His signing from Dundee Utd was hailed as a coup, Wilson being viewed as one of the brightest prospects in the Scottish game and a player who seemed set for a great future at both club and international level.  In his early days he even demonstrated a willingness to play at left back when the occasion demanded and it was this unselfish attitude which first brought a more critical light on him when he was thoroughly abused by Daniel Cousin at Celtic Park in a game in which the FOD triumphed and he was badly at fault with one of the goals.  In fact the first time I saw the term ‘rag-dolled’ it was applied to his treatment at the hands of the big Rangers striker.

He suffered a debilitating series of injuries to his foot and his knee, which required surgery, and if we are to believe what we read in the papers (sic), this remains a problem for the likeable Celt even as his career appears to be getting back on track.

He would, when selected, play more or less competently, but there was always a feeling – particularly against the huns – that he would be seen as a weak link and targeted by big ugly forwards as their ever so subtle mid-fielders would launch exocets in his direction.

In time his knee injuries became a recurring problem and he disappeared from the first team picture.  As far as most of us were concerned, even those of us who held him in some regard, he was a busted flush as a Celtic player, and yet we always knew that was a real Tim.

Opportunity knocks at strange times and the importance for any one is to take advantage of the chance when it comes.

When Cha scored his goal against St. Johnstone to pull our irons out of the fire, few could have foreseen what the next weeks and months held, not just for Celtic, but for the forgotten man of Parkhead.

Pressed into service at his nemesis, he made a strong contribution to the New Year victory, and since there was apparently no one else for Neil to turn to, it being rumoured that Efrain had thrown his toys out of the pram and was in a footballing sense working to rule, Mark Wilson became a regular choice at right back.

From being a player that many saw as a weak link he grew in stature with each passing game, even adding goals to his repertoire, at Aberdeen, Tannadice and most gloriously his wonder goal against the Dark Side in the cup quarter final replay! (To be fair if Sasha had not got his head in the way of the first shot, it would have been a wonder goal by anyone’s standards.)

It was clear that few players took more joy from playing in a winning Celtic side than Mark.  If it is true that there is always a need for a core of Tims in the Celtic team, Mark Wilson fulfils that role to a ‘T’.  He is no mercenary and while he would never claim to be the outstanding player in this side, he does hold down his place on merit and makes a valid contribution to the team week in and week out.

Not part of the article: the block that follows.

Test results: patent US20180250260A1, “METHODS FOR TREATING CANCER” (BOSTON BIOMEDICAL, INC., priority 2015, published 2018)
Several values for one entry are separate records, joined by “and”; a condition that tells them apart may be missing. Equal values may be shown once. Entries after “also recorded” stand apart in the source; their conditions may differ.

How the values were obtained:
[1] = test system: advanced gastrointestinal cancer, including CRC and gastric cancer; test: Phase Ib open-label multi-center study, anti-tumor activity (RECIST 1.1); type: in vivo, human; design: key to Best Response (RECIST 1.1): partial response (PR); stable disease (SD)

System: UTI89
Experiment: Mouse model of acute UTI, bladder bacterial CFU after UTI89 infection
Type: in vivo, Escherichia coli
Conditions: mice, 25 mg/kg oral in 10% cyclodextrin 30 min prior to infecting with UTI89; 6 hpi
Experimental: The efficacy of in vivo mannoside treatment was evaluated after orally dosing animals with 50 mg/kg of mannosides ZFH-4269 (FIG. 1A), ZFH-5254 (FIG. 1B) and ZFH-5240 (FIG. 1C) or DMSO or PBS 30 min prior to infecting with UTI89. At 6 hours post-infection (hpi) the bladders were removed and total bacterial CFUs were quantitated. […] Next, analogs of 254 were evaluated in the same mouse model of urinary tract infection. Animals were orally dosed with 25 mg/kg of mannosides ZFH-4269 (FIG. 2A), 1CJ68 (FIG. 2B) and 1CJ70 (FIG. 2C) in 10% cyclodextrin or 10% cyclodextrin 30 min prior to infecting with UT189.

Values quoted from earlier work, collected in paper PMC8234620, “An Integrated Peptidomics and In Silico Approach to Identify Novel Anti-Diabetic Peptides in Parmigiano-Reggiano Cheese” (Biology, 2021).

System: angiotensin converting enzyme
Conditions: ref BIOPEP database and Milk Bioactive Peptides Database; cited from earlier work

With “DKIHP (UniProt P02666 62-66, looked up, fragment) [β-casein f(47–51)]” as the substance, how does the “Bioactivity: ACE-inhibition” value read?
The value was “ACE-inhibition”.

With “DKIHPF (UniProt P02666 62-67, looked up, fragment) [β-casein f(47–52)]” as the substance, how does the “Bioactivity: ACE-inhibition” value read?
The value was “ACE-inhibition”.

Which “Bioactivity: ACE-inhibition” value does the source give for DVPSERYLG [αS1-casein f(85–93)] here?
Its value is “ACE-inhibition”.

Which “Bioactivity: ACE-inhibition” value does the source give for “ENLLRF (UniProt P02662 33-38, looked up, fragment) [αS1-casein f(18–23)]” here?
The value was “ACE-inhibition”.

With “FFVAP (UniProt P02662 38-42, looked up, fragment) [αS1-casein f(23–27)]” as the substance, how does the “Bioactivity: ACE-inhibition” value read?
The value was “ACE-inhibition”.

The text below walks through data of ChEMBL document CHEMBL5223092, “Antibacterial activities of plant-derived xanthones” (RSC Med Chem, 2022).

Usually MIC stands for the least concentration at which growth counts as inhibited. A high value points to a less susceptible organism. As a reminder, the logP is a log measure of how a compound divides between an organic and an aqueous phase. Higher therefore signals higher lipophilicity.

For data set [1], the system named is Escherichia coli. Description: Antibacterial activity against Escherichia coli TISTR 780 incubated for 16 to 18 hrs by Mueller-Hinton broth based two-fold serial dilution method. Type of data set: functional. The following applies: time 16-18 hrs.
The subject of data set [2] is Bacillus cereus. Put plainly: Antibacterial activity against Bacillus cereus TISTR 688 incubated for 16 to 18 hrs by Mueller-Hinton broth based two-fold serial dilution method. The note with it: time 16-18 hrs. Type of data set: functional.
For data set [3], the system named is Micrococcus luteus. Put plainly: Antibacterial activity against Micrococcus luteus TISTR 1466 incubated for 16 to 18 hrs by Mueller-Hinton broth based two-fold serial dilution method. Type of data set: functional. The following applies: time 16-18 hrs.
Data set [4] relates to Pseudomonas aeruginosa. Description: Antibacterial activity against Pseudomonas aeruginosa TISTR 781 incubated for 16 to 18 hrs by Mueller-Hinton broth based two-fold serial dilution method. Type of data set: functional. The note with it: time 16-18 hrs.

Perhaps Mark is testament to the old maxim that everything comes to those who wait, but I doubt if even he expected to end this season as the right  back in a cup winning side who but for the rub of the green and a degree of inexperience would have won the title as well.

He earned his extension to his contract and given a free run from injury he is young enough to contend for a first team slot for several years.  It is hard to escape the conclusion that he realises that he has been given an unexpected second chance and is determined to make the most of it.

That he has even made the list of the top ten players of the year would have seemed unlikely six months ago, but he is there on merit, and if, as is often the case, that pro-footballers reach their peak in the years 26-32, he hopefully will mature even more and become the sort of reliable player that all teams need.

In order for stars to shine, every team needs journeymen pros. A journey man is someone who has learned his trade and is practising it to a professional level. Mark Wilson is, to my eyes, such a player and he will hopefully be a reliable member of our squad for years to come.

His membership of Timdom was fully paid up, even before his re-emergence from the doldrums, but once again he is living the dream, and God willing he will go on from here to even greater success in the Hoops of white and green.

Number 1 – Emilio Izaguirre

Number 2 – Beram Kayal

Number 3 – Gary Hooper

Number 4 – Kris Commons

Number 5 – Joe Ledley

Number 6 – Scott Brown

Number 7 – Mark Wilson

Number 8 – Anthony Stokes

Number 9 – Ki Sung-Yong

Number 10 – Charlie Mulgrew